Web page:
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Weight refers to the gravity force of planets and other bodies in the Universe, and the effect that this has on objects. … This means that for a given gravitational field strength, **the greater the mass of the object, the greater its weight**. Weight is a non-contact force because gravity exerts its force through a field.

## Does weight Affect gravitational attraction?

Acceleration of Falling Objects

**Heavier things have a greater gravitational force** AND heavier things have a lower acceleration. It turns out that these two effects exactly cancel to make falling objects have the same acceleration regardless of mass.

Mass is a measure of how much force it will take to change that path. … Weight, on the other hand, is a **measure of the amount of downwards force that gravity exerts on an object**. This force increases with the object’s mass: the more inertia it has, the harder gravity pulls.

## How does mass affect the gravitational force?

Gravitational force is an attraction between masses. **The greater the size of the masses**, the greater the size of the gravitational force (also called the gravity force). The gravitational force weakens rapidly with increasing distance between masses.

## How does weight affect force?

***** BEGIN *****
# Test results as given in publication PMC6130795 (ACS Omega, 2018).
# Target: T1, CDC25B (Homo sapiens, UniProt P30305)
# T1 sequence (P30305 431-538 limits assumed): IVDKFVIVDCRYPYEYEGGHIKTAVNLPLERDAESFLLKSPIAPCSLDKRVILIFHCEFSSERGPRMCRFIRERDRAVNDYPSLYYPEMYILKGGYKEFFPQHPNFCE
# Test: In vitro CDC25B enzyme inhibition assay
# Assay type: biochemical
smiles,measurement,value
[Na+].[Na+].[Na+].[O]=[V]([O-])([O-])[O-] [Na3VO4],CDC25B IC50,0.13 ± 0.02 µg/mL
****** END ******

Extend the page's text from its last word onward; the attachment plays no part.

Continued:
Weight is a downward force. … Gravity affects weight, it does not affect mass. MASSES ALWAYS REMAIN THE SAME. Newton’s Second Law of Motion: **Force = mass x acceleration** The acceleration of an object is: a) directly proportional to the net force acting on the object.

## Is weight proportional to mass?

If we consider situations in which →g is a constant on Earth, we see that **weight →w is directly proportional to mass m**, since →w=m→g, w → = m g → , that is, the more massive an object is, the more it weighs.

## Why do we use weight instead of mass?

If you use weight instead of mass to measure matter, your answer changes based on where you are. … Mass is a consistent measure of the amount of matter, but weight isn’t. **Mass also creates the gravitational force that defines weight**, which is why it appears in the equation for weight.